Robert Frost

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Robert Frost

Robert frost was born March 26, 1874, in San Francisco California where he lived the first eleven years of his life. After his father died he moved with his sister and mother to Eastern Massachusetts near his grandparents. He started writing his first poems while he was in high school at Lawrence, where he also graduated as Valedictorian. Frost went to Dartmouth college in 1892. After college in 1895 he married to a wonderful woman by the name Elinor Miriam White.

Robert Frost and his wife Elinor both taught school until about 1897 when Frost went to Harvard College for about two years. After Harvard he returned to Lawrence with his wife because he had health problems.

Soon after, Robert and Elinor Had their second child.

As the years past they had decided to move on a farm right over the Massachusetts border in New Hampshire. Over the years on their farm, they had six more children, which two died at birth. Shortly after, Frost had sold the farm, and sailed with his family to Beaconsfield, just outside of London.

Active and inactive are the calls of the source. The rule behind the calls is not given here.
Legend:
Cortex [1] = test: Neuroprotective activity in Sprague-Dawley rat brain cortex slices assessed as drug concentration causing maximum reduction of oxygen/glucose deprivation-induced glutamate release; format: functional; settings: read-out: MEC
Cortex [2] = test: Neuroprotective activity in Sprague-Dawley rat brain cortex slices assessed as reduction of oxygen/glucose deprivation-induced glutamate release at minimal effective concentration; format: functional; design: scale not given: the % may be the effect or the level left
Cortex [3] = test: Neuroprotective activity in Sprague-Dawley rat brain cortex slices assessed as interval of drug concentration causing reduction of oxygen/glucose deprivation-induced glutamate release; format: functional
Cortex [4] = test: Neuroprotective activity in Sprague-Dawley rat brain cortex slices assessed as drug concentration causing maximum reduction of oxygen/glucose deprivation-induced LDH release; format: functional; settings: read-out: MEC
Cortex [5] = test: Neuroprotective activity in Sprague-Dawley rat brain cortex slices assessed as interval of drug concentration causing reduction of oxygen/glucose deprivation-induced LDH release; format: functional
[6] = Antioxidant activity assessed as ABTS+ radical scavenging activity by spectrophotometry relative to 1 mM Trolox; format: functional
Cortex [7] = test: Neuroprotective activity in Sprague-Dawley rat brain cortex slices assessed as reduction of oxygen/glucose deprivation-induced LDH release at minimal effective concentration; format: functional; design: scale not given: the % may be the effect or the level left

For the first 18 months of living in Beaconsfield, Frost would ride forty minutes on the train to London where he would roam the streets going into book stores. Shortly after he was finishing up the manuscript of A Boy's Will.

In late October that year, the book was finally accepted by David Nutt for Publication that following March.

In April Frost moved his family one-hundred miles northwest of London in a cottage in the rolling Gloucester shire farmland near Dymock.

When Frost and his family returned to the United States in February the following year he was known as a leading voice in the new...

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...ter, at the October dedication of the Robert Frost library at Amherst, President Kennedy paid tribute to the Poetry, to "its tide that lifts all spirits," and to the poet "whose sense of the human tragedy fortified him against self-deception and easy consolation."

Within ten years the poets public image was shattered by the appearance of the second volume of Lawrence Thompson's authorized biography, Robert Frost: The Years of Triumph, 1915-1937 (1970), Which reviewers took at face value to be an accurate account of a man. Although Frost later came to have grave misgivings about his choice, he had picked Thompson his official biographer in 1939.

Collections of Frost materials are in the Jones Library in Amherst, Mass., Amherst College Library, Dartmouth College Library, University of Virginia Library and the University of Texas Library in Austin.
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